One Year Alcohol Free – Why I Don’t Struggle to Never Drink Again

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All throughout the day yesterday I reflected on what an awful place I was a year ago. It was the end of a week long binge, that would carry until my last sip at a bar in downtown Boston around 11 PM. I have patchy memories of it and the next several hours until my memory fully kicked in and the full horror of what I’d done to myself became revealed. I was violently ill for days, bruises, nails split. I didn’t feel ‘good’ again until day 21 sober. I was so miserable, I didn’t really deal with cravings for a few weeks because I felt so terrible and I knew why I felt that way. I made a deep covenant with myself that I would never drink again. THAT commitment, made with me, by me, and only for me, I knew could *never be revisited*. 

Why Can't I Drink-No Sign with Wine Bottle and Glass

I began by writing with a large black sharpie the number of days that I was alcohol free on my wrist, starting with day 1. When I reached day 8, and saw the 8 on my wrist, I realized that my commitment was Infinity because the eight looked just like Infinity. Three days later, I had an Infinity sign tattooed on my left wrist as a symbol of that covenant that would never go away. (I have no other tattoos, so this was a big deal.)

For me, anyway, this–I VOWED to NEVER drink again in all its brutality and simplicity–has been the single, simple reason I have successfully stayed alcohol free. And I drank for every reason in the book. Stress, anxiety, not sleeping, everyone else drank, drinking was a rite of passage, PTSD, celebration, grieving, boredom, over-excitement, thinking it was the only way to enjoy or survive certain events, availability, means, unwinding, my job, my friends, habit, culture, cravings, I deserved it, I loved it, I hated it, I couldn’t have fun without it, I am an introvert, I am socially awkward, you name it, I had a serious, long-term relationship with alcohol that dated back to my childhood. I never lacked a justifiable reason to drink.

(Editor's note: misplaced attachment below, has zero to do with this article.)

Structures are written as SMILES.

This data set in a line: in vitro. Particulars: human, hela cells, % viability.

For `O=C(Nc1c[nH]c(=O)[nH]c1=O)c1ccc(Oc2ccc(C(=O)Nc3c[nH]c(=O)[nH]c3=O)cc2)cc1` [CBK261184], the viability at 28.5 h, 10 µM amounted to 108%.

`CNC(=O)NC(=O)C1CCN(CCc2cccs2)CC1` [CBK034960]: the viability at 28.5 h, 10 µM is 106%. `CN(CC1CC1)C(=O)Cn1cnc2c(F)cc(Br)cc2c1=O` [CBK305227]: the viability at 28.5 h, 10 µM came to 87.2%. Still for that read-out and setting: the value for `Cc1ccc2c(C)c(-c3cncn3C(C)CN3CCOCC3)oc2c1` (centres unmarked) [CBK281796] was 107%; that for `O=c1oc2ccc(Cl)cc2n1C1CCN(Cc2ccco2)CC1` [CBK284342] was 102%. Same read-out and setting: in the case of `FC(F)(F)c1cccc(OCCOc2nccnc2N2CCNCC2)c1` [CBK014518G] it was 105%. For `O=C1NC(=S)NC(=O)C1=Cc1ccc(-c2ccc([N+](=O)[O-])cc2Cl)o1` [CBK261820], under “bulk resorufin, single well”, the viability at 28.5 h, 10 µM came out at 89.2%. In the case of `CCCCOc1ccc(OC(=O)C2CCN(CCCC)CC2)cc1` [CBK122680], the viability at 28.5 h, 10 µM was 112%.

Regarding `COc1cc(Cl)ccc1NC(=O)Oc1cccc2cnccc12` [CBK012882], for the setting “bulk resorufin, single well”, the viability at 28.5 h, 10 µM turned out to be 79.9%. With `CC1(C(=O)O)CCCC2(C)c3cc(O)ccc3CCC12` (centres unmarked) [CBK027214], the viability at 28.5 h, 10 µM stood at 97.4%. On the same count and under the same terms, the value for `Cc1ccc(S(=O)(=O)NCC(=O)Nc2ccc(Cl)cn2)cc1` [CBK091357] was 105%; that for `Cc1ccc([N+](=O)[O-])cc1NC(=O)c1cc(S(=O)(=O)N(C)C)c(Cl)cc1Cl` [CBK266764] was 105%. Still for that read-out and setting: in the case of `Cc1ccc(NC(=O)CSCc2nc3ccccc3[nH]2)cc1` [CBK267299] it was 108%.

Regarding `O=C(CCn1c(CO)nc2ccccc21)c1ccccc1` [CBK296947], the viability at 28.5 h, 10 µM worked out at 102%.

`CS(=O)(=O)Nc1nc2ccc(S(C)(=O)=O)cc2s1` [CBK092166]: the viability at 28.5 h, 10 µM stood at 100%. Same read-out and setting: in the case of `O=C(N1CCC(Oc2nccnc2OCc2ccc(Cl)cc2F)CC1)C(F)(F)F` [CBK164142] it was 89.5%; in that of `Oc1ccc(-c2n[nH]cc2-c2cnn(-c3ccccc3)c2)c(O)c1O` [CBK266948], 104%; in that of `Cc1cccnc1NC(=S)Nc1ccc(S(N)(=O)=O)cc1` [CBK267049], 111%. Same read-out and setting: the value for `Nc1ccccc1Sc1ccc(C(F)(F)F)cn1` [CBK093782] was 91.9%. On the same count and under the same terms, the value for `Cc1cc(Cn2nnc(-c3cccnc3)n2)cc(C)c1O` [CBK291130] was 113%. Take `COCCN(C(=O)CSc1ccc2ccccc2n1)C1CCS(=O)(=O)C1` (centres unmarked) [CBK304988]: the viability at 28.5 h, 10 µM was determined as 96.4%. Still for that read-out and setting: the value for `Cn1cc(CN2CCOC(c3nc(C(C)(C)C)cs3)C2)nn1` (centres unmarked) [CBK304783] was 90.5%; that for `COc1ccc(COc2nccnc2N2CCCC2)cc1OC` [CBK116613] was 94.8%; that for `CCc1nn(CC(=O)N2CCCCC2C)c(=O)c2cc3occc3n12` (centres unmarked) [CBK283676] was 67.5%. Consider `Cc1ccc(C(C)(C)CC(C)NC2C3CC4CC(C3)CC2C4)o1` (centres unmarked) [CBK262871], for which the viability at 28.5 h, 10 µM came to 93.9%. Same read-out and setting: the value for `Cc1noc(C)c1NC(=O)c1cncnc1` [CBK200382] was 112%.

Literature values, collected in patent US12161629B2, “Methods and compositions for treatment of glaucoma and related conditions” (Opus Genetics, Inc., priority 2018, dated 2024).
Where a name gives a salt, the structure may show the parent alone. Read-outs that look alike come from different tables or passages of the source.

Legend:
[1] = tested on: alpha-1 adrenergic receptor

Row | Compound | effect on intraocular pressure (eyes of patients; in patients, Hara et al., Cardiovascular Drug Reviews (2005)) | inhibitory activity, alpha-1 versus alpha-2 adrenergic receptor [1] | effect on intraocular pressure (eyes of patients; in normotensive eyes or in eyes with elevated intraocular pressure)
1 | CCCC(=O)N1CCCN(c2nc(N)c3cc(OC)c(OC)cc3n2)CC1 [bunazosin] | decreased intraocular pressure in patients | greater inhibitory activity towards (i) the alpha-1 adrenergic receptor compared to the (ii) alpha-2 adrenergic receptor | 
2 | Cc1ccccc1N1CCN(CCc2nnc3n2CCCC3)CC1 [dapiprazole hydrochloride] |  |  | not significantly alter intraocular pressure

Here’s the thing.

I don’t struggle anymore.

At all.

Zero.

Yes, the first few months were tough. I skipped business travel for two months. I had to learn how to do everything, all over again, from scratch. I had fear of how I could even do things anymore (concerts? movies? work mingles?). Even going to bed at night, alcohol was such a habit. Personal growth was hard. I cried. A lot. I was frustrated. A lot. My problems didn’t go away.

But, *I* got better. And better. And more present. And more fully who I was meant to be. I learned to control myself. And then, I learned to control my circumstances. And, a year later, in some cases my ‘problems’ are even worse. BUT! I am so much more capable of dealing with them and have such a greater desire to get up and ‘fight’ another day. My problems (while bigger) actually seem smaller. I am capable of experiencing pleasure and beauty in ways I never had before. A simple walk can make my heart soar at the beauty of something that catches my eye in nature. My creativity–rather than waning without alcohol–has flourished! 

The key here is–I don’t struggle with the decision. I have never–not even once–revisited the decision to be alcohol free. There is no struggle. It’s all in the approach. And, if you remember the story of the two wolves, eventually, for me, the starved alcohol wolf grew weaker and weaker until he tucked his tail and walked away.

I don’t crave alcohol anymore. I don’t allow myself to wonder if I made the right decision. I do not allow ‘moderation’ talk in my mind. I never wonder if I could maybe have one glass a week. I deliberately chose words that feel even stronger than ‘promise’ to myself, I used words like ‘covenant’ and ‘vow.’ 

I used to think about alcohol all the time. My first several months, every hour of every day, I thought about alcohol. A year later, I don’t think about it very much anymore. I have ‘re-wired’ my life in such a way, and built an example to those around me (family and work) that I am well known now as a ‘non-drinker.’

I am not saying it was ‘easy.’ I am saying it was ‘simple.’ And thus, eventually, the struggle ended. The decision will never, ever be revisited.

Life alcohol free is so much better! Without a doubt, it has been the most life-changing, life-affirming, life-enhancing decision I have ever made. This is how it ‘worked’ for me.


More by this Author :

Sobriety is a Dirty Word which includes 34 reasons that I stopped drinking alcohol and found that sobriety was anything but a dirty word.

and Co-author of

Tackle Business Trips Alcohol-Free

and

Romancing the Parasite


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